5.  Pick your battles.  Most autism parents are very familiar with this, but realizing school is not the be-all, end-all was a big a-ha moment for me.  I don’t care so much about grades, because they are based on a standardized norm, and my kid is not standardized, and definitely not the norm.  I care if he learns the content more, but again, our home life is more important than the Types of Energy and the Pharaohs of Egypt.  I have given up on the science teacher this year, who rather than modify assignments, is choosing to give my child grades based on effort.  I can’t teach him science, so I guess he just won’t get much out of the class this year.  Disappointing, but not the end of the world.  The teachers (even the autism teacher) are still giving us only a day’s notice about tests and quizzes, so when that happens, we do what we can but I don’t stress. He usually does pretty well, and what do tests show, anyway? Sometimes you bang your head on a brick wall until you realize it hurts, and then you move on.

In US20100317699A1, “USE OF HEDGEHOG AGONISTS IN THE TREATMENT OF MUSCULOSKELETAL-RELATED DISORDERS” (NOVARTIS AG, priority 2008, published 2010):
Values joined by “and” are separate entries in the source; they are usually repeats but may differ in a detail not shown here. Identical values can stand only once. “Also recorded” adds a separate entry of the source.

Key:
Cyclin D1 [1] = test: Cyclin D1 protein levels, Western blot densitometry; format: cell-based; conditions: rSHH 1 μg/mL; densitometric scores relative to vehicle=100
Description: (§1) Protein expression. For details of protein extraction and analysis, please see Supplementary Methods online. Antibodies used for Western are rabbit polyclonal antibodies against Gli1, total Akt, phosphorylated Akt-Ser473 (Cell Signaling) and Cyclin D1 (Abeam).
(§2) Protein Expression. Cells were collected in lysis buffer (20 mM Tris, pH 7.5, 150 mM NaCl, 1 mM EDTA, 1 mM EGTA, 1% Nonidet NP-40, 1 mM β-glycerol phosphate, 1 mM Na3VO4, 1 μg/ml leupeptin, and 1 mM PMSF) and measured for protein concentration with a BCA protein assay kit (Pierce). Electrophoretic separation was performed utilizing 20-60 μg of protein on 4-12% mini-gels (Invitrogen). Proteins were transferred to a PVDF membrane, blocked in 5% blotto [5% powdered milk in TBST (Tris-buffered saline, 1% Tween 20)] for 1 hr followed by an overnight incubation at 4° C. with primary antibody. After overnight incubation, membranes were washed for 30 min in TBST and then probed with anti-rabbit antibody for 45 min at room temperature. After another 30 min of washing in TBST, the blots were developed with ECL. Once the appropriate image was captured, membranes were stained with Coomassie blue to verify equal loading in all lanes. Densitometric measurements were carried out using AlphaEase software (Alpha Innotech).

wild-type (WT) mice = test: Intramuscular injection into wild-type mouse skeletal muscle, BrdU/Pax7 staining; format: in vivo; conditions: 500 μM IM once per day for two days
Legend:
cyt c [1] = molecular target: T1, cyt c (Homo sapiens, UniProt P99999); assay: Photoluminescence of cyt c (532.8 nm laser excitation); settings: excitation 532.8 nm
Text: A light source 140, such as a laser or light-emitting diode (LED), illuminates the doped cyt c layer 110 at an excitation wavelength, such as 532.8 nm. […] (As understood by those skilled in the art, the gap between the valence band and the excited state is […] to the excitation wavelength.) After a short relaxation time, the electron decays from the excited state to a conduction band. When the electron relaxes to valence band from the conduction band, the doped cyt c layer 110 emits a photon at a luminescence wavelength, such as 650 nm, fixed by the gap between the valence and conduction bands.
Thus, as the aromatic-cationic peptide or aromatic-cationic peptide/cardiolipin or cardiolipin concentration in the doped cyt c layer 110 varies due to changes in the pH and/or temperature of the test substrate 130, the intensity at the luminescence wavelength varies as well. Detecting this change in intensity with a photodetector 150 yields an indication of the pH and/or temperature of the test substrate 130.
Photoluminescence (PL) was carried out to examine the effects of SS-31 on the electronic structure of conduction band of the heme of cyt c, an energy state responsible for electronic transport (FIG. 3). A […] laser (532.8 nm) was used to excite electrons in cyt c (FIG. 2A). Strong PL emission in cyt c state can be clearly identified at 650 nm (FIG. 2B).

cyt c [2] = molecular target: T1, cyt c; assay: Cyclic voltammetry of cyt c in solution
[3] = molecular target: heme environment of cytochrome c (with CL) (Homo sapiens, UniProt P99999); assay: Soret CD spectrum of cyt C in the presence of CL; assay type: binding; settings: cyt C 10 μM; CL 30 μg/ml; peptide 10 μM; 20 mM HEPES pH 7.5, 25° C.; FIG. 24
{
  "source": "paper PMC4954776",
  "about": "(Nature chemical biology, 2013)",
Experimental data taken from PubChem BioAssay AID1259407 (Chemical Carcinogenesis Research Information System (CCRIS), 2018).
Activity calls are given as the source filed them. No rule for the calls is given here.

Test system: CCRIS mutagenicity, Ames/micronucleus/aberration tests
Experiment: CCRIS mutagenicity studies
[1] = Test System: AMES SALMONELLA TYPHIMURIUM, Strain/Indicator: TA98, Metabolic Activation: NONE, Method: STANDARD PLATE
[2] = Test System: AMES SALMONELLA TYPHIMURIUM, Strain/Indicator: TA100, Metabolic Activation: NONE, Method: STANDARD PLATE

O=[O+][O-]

Some of these tips seem contradictory, but they aren’t.  They’ve all helped me navigate for better resources and understanding for The Boy, and I hope you can use them too.  Do you have any tips of your own?  Share them in the comments, please!

Shared on amamasstory.com – visit her Mama Moments Monday Link-up!